Davy says that the idea for the movie was sparked "after the death of six-year-old Stephen Siebert which not only shook the small town where the incident took place but also the entire country. I felt it necessary to incorporate that as a back story."

Film-makers don't want to preach, he explains, but there is an opportunity to expose truth and send some sort of moral message, whether it be for the good in our race or the bad.

Another recent Davy project is a documentary with Donald Schultz called The Inner Core. It investigates rhino poaching. "We are both passionate about the safety of these creatures. It's our duty to do our part. The documentary has recently been completed and [we are] awaiting word on distribution."

Drawn to the industry

About his interest in film, he says: "As a 16-year-old I watched a film that would soon after become a turning point in my life. The title of the film is irrelevant but I realised how much of an effect films can have on people and how decisions can be made based on what people's interpretation of the film may be at the time. A film-maker never knows at what specific moment a film may catch their audience. An example of that would be a positive or negative thing said to a child at a critical phase that could have violent or passive repercussions in their adult years. The power of film can save lives; I know because it saved mine."

Now, 17 years later, as an artist he's been in the business for 12 years, as a business man he's been in the arts for five years. "I've learned that the sooner we stop looking at this business as a pleasure, the more of a pleasure the business will become. I have found that art plays such a small role in it. It's science versus maths in a virtual expression that puts bums on seats – that's the bottom line."

Career highlights are diverse: there were the lions brushing his elbow while he filmed a buffalo kill, charging leopards and elephants in close encounters, being shot at by poachers, and the on-going everyday improvisation on film sets.

Describes himself as somewhat of a loner, he points out that his early years as a film-maker were spent in the bush filming wildlife as that is where his passion lay. "Once I started realising my focus lay deeper in storytelling, I became more involved in the specifics of seeing the production through from script to screen no matter what genre.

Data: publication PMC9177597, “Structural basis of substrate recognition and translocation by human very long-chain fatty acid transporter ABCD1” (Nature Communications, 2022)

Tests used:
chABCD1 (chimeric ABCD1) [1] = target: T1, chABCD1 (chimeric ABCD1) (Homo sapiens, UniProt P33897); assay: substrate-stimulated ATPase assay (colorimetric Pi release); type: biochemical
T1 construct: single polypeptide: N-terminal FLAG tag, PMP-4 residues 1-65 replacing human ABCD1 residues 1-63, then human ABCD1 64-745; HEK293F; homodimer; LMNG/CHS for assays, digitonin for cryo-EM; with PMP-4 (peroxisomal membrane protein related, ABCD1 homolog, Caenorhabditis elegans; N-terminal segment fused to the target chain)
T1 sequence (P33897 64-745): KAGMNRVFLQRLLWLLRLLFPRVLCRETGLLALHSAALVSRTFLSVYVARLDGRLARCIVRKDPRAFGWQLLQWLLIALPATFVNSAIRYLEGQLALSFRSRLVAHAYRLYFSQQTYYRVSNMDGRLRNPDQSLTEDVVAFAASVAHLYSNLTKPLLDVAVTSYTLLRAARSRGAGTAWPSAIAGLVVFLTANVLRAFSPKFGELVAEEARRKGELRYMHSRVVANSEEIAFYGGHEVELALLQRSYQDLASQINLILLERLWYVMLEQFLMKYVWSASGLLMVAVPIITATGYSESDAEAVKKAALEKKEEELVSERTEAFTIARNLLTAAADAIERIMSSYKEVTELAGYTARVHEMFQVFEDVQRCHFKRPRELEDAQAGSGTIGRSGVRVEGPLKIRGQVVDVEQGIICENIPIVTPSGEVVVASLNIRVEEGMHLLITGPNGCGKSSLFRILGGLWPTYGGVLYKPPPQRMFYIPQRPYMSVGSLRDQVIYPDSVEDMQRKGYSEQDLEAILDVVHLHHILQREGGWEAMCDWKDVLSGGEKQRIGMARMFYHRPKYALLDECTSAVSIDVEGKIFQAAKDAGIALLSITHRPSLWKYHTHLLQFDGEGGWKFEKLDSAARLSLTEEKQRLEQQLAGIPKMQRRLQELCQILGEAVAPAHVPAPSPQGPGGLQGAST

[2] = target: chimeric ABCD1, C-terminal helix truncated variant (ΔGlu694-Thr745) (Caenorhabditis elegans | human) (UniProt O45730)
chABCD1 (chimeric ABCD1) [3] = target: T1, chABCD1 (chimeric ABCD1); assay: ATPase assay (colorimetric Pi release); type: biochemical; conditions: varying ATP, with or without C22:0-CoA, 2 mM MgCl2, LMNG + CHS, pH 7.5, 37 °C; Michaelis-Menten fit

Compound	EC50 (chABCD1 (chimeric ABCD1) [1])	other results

"Modesty has always been my downfall in that once a production was done, I'd sever the chord and push my focus to the next project without looking back. Unfortunately that [took] a heavy price in that those records are lost but would have helped me now in building credibility. I think I would have been slightly more advanced in my career if I had paid more attention to building a name over the titles I worked on."

But over the years he has learned all aspects of the business, and says: "I try to keep as flexible as possible for the various clientele that have their preferred genre, so whether it be piloting the plane, being the cinematographer, the writer, producer or director, it's good to have a finger the entire process.

"However, I have to be careful that I don't become a jack of all trades and a master of none, so it's important I know my limits. In this day and age it's difficult to survive carrying only one title so we all have to learn to spread our interests somewhat, especially in South Africa."

The best part of his job, though, is the flexibility and spontaneity of the business. "My office is wherever the next shoot takes me. I also find that I constantly challenge myself and as a result I grow as a person and as a film-maker. As much as we may think we know, we are only skimming the cream of what is really out there. There is so much under the surface that we could not possibly know in one lifetime. That is what I find so attractive about the business; it keeps me on my toes and hungry for success.

"It's like sailing: one moment the sea can be calm but the next it can be 40-foot swells with 200km winds. One learns a lot about themselves in moments like that."

About Joburg, he says: "I have shot many things in the city and it very much depends on the story as to what part I would classify my favourite, but off the bat, I would say Sophiatown. It's got a nice vibe; it's open enough to breath and there are accessible elevated areas to establish the city for those atmospheric shots. Contrary to popular belief, it's actually a pretty city if you catch it in the right light and at the right angle."